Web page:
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  • Turkish Radio Hour
    x0x ISTANBUL THROUGH THE EYES OF THE NATIONAL GEOGRAPHIC * Ozgur D. Durgun For fifteen years I grew up watching the beauty of the Bosphorus from the hills
    Message 1 of 1 , Sep 19, 2002

      * Ozgur D. Durgun

      ' For fifteen years I grew up watching the beauty of the Bosphorus
      from the hills above Bebek. Istanbul and the Bosphorus have certainly
      played a very great part in my love of nature, to which I owe my
      success in my career.'

      These are the words of Dr Gilbert H. Grosvenor, editor of the world
      famous National Geographic Magazine for 55 years, who was born and
      brought up in Istanbul. They are taken from an interview with
      journalist Haluk Durukal in 1950. At that time Grosvenor could not
      have foreseen that exactly fifteen years later the National Geographic
      Magazine's photographs of Istanbul would
      be shown at a major exhibition at the Ottoman Imperial Mint. Grosvenor
      explained that the magazine had nearly two million photographs in its
      archives, and declared that 'the largest collection of all is that
      depicting the country where I was born and Istanbul, the city where I
      grew up.'

      The boys had been born in Istanbul, then capital of the Ottoman
      Empire, and spent their childhood and early youth there. Their unusual
      background attracted the attention of inventor Alexander Graham Bell,
      one of the founders of the society who was to become its president in

      Years later Gilbert Grosvenor said in the same interview, 'I can never
      forget the Galata Bridge, which we often crossed with my father.

      Albanians, Greeks, Bulgarians, Arabs, Easterners and Westerners were
      to be seen, as if people of all the nations of the word had come
      together in this legendary city, bringing their own customs and
      cultures. I used to wonder if there could be another city on earth
      like it.' Gilbert Grosvenor became first assistant editor of the
      National Geographic Magazine, and in 1899 succeeded Bell
      as the National Geographic Society's president.

      In 1900 he was appointed editor of the magazine, which entered a new
      era under his direction. In 1901 the number of subscribers rose from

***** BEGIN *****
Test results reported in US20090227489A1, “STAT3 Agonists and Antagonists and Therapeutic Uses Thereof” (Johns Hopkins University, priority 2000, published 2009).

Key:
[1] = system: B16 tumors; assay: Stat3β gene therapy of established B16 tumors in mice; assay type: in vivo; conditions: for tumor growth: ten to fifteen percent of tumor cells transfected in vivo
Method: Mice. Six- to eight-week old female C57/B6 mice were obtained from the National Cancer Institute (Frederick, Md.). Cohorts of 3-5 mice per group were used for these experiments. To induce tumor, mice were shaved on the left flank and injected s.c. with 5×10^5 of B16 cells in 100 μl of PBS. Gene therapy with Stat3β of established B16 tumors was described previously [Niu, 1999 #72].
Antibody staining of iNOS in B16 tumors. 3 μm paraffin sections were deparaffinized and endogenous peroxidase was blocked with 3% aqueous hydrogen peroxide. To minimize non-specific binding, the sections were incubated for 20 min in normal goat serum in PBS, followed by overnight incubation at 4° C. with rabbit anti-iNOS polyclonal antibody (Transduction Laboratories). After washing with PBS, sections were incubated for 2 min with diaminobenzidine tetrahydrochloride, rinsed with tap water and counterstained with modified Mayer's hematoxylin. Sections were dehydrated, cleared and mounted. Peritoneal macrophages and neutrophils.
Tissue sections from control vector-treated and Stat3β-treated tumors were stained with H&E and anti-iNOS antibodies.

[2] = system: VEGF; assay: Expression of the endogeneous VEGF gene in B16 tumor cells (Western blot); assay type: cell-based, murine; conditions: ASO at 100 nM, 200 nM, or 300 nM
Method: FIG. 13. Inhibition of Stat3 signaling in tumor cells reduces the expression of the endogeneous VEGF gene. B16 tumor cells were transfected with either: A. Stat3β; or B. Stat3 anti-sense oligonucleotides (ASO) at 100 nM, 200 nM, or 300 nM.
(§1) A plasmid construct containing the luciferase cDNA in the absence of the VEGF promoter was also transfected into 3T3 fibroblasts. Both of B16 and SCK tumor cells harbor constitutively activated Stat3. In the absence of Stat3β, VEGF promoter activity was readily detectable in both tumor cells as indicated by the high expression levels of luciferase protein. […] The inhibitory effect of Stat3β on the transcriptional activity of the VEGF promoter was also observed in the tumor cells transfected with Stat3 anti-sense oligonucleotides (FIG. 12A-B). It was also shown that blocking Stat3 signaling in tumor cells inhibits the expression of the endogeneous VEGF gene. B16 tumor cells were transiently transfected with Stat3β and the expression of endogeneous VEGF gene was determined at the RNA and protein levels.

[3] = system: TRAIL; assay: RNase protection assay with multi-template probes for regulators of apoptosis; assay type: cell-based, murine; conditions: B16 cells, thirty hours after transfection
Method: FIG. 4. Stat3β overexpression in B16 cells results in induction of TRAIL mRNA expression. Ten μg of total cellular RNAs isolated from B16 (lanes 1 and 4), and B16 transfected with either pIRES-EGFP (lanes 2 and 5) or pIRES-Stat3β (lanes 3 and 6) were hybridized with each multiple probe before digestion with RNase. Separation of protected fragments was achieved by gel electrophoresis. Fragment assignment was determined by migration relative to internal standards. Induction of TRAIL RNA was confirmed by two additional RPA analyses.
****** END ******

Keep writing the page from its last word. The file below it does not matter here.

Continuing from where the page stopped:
1000 to 74,000, and by 1915 there were 424,000 subscribers.When
      Grosvenor retired in 1955, 2.2 million copies of the National
      Geographic Magazine were being printed each month. Grosvenor was
      succeeded by his son Melville Bell Grosvenor, who retired in 1967, to
      be succeeded by his own son Gilbert Melville Grosvenor, who is
      currently chairman of the board of trustees of the National Geographic

      The exhibition of photographs of Istanbul from the archives of the
      National Geographic Magazine, which has been documenting the world and
      its transformations for over a century now, is being organised by Is
      Bankasi, a bank which has played a major role in Turkey's own
      transformation from a largely agricultural to an industrial society.

      Writer Murat Belge has described the exhibition in the following
      words: '"To see with on'so own eyes" is an expression which is used in
      many languages. Photography shows us what other eyes have seen.

      This exhibition brings photographs produced for other eyes in which we
      are the main protagonists. Now we are the viewers of ourselves as we
      were once seen by others. "That is us!" we exclaim.'
      The photographs of the people, buildings, streets and monuments of
      Istanbul in the last years of the Ottoman Empire and the first fifty
      years of the Turkish Republic create a vivid picture of this eventful
      period. They reflect the faces of a people tired after years of war
      and the varied costumes of immigrants to the city from Anatolia, the
      Balkans and Caucasia.

      We are reminded of the change-over to a new Turkish alphabet, that
      memorable winter when the Bosphorus iced over, and many other events
      in our recent past that the older generation remembers but the younger
      has only heard about. As Murat Belge says, it is like looking at
      ourselves in funfair mirrors, and suddenly realising that it is indeed

      * Ozgur D. Durgun is a journalist
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